Who on this Celtics team hasn't controlled their emotions? Because the only guy I would level that criticism at is Marcus (flipping off the fan), who has also been one of the team's better players these two games. So I don't know who you're talking about.

According to the OP, the entire team is underperforming due to undergoing emotional trauma, akin to every player suffering a serious physical injury.

If that's true (I don't think it is), then the team is extraordinarily mentally fragile.

No need to misrepresent the OP. The point is emotional trauma is often overlooked and avoided. You prove the point well.

I quoted your post. It's exactly what you said.
Roy, I read what he wrote and you are clearly misrepresenting his words. Or you just don't understand them. Either way, you've proven his point.

His point that, if this team is extraordinarily weak-minded minded, fans shouldn't criticize that?

But seriously, what part of this is a misrepresentation?

Quote
According to the OP, the entire team is underperforming due to undergoing emotional trauma, akin to every player suffering a serious physical injury.


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Re: there is still an under-appreciation of emotional health
« Reply #57 on: April 20, 2017, 06:48:26 PM »

Offline Ilikesports17

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Sure. If somebody can't adequately control their emotions, they'll probably be unsuccessful at their job or flame out in some other way.

Soldiers, police, firefighters, surgeons, EMTs, etc. all deal with emotional trauma every day, and they do their jobs well. Yet we somehow excuse basketball players from maintaining focus and energy for 48 minutes per night?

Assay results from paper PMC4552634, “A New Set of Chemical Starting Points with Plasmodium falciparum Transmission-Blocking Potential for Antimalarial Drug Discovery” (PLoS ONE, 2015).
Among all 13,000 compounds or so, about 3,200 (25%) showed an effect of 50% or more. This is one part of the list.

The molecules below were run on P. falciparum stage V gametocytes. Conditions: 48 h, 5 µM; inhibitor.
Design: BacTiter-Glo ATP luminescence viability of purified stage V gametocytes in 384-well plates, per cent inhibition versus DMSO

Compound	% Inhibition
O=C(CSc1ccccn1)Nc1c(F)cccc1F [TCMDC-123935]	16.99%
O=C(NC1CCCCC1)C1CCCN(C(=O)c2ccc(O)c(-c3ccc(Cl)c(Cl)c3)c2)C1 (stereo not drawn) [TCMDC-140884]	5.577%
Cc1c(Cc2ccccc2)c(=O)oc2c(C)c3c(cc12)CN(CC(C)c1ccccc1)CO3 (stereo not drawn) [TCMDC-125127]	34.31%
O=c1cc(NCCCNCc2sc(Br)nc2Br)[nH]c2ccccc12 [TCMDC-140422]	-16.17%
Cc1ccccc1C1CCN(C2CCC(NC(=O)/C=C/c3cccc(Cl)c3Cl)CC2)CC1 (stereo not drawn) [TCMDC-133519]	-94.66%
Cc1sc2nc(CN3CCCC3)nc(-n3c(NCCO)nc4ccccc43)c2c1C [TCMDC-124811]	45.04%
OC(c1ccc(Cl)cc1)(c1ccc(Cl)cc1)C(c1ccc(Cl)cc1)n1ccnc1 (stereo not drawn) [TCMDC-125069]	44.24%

That's warped to me. If this theory is true (it isn't) we've got to have the softest, most mentally fragile team in the history of Boston sports.
This whole post is completely divorced from reality.

Everyone on the Celtics has controlled their emotions just fine (except for Smart, flipping off the fan). It's not about controlling emotions, it's about how real life off the court affects players and how little time we spent considering that.

In most other professions, IT would not have come in for work. If he were a surgeon or a lawyer or a cop he'd be on leave. And really, comparing these guys who play a game for a living to firefighters and EMTs is ridiculous.

Looking over this thread and seeing just how quickly "having emotions" became a moral failing for some seems to have proven the OP's point.

Having emotions isn't a problem.

Not being able to control emotions is.

Everyone not named IT has no excuse to underperform. Dion Waiters and Dwayne Wade both had relatives murdered last year. Did their teams collapse around them out of empathy?
Who on this Celtics team hasn't controlled their emotions? Because the only guy I would level that criticism at is Marcus (flipping off the fan), who has also been one of the team's better players these two games. So I don't know who you're talking about.

According to the OP, the entire team is underperforming due to undergoing emotional trauma, akin to every player suffering a serious physical injury.

If that's true (I don't think it is), then the team is extraordinarily mentally fragile.

No need to misrepresent the OP. The point is emotional trauma is often overlooked and avoided. You prove the point well.

I quoted your post. It's exactly what you said.
Roy, I read what he wrote and you are clearly misrepresenting his words. Or you just don't understand them. Either way, you've proven his point.

His point that, if this team is extraordinarily weak-minded minded, fans shouldn't criticize that?

But seriously, what part of this is a misrepresentation?

Quote
According to the OP, the entire team is underperforming due to undergoing emotional trauma, akin to every player suffering a serious physical injury.
I agree with Roy.

If this team has players mentally weak enough that this cripples them (aside from IT) then we should move on from them. To look at it like Ogaju does, I would say they are major injury risks.
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Re: there is still an under-appreciation of emotional health
« Reply #58 on: April 20, 2017, 06:48:43 PM »

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Sure. If somebody can't adequately control their emotions, they'll probably be unsuccessful at their job or flame out in some other way.

Soldiers, police, firefighters, surgeons, EMTs, etc. all deal with emotional trauma every day, and they do their jobs well. Yet we somehow excuse basketball players from maintaining focus and energy for 48 minutes per night?

That's warped to me. If this theory is true (it isn't) we've got to have the softest, most mentally fragile team in the history of Boston sports.